Page:Audubon and His Journals.djvu/411

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intersect the country in many directions. We saw large flocks of Velvet Ducks feeding close to the shores; these did not appear to be in pairs. The Gannet dives quite under the water after its prey, and when empty of food rises easily off the water.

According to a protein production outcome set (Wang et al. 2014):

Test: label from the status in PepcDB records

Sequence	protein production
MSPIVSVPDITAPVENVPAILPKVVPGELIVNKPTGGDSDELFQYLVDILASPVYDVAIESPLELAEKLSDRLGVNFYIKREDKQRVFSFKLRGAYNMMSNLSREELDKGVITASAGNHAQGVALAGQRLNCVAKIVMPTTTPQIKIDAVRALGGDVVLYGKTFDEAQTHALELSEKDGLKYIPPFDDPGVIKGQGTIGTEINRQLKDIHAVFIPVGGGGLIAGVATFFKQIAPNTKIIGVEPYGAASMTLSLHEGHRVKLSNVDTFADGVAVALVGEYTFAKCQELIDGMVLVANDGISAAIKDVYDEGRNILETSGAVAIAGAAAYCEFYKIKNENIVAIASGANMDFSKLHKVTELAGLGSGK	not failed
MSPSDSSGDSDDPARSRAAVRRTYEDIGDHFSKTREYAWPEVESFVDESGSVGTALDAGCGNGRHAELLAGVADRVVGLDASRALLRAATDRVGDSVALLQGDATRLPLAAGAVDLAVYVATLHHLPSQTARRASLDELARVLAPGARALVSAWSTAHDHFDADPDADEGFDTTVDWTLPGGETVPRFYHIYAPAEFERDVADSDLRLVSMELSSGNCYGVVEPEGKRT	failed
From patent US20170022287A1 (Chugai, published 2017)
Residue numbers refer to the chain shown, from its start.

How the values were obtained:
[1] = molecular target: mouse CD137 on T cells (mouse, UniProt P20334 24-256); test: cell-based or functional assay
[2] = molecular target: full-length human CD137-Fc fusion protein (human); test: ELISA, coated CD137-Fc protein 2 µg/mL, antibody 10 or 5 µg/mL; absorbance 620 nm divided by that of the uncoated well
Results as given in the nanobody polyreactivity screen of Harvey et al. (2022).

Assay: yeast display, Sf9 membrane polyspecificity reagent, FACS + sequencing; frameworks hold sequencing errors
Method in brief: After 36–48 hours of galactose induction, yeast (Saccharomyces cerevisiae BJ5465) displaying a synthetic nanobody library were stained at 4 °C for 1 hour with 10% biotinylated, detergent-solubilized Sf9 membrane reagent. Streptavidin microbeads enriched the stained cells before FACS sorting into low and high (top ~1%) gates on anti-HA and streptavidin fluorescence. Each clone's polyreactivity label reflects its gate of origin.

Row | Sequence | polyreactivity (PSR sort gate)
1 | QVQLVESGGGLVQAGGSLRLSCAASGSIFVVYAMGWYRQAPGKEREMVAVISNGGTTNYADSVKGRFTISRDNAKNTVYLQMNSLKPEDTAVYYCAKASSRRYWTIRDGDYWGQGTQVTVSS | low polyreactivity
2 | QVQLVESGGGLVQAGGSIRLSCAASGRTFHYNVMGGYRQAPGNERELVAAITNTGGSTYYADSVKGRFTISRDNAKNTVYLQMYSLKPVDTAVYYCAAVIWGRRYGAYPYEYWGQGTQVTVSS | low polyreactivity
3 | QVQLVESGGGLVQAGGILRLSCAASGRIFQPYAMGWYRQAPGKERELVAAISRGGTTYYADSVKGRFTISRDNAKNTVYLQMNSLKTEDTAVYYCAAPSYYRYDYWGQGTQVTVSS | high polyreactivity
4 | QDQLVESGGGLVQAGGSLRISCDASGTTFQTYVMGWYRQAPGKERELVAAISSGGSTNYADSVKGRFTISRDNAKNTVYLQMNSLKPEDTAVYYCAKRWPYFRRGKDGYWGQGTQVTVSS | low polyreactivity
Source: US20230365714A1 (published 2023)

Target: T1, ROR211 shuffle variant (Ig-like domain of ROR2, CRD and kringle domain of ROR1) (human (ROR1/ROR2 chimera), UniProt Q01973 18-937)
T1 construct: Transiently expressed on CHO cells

June 14, off the Gannett Rocks. We rose at two o'clock with a view to proceed to the eastern extremity of these islands in search of certain ponds, wherein, so we were told, Wild Geese and Ducks of different kinds are in the habit of resorting annually to breed. Our informer added that formerly Brents bred there in abundance, but that since the erection of several buildings owned by Nova Scotians, and in the immediate vicinity of these ponds or lakes, the birds have become gradually very shy, and most of them now proceed farther north. Some of these lakes are several miles in circumference, with shallow, sandy bottoms; most of them are fresh water, the shores thickly overgrown with rank sedges and grasses, and on the surface are many water-lilies. It is among these that the wild fowl, when hid from the sight of man, deposit their eggs. Our way to these ponds would have been through a long and narrow bay, formed by what seamen call sea-walls. In this place these walls are entirely of light-colored sand, and form connecting points from one island to another, thus uniting nearly the whole archipelago. Our journey was abandoned just as we were about to start, in consequence of the wind changing, and being fair for our passage to Labrador, the ultimatum of our desires. Our anchor was raised, and we bid adieu to the Magdalenes. Our pilot, a Mr. Godwin from Nova Scotia, put the vessel towards what he called "The Bird Rocks," where he told us that Gannets (Sula bassana) bred in great numbers. For several days past we have met with an increased number of Gannets, and as we sailed this morning we observed long and numerous files, all flying in the direction of the rocks. Their flight now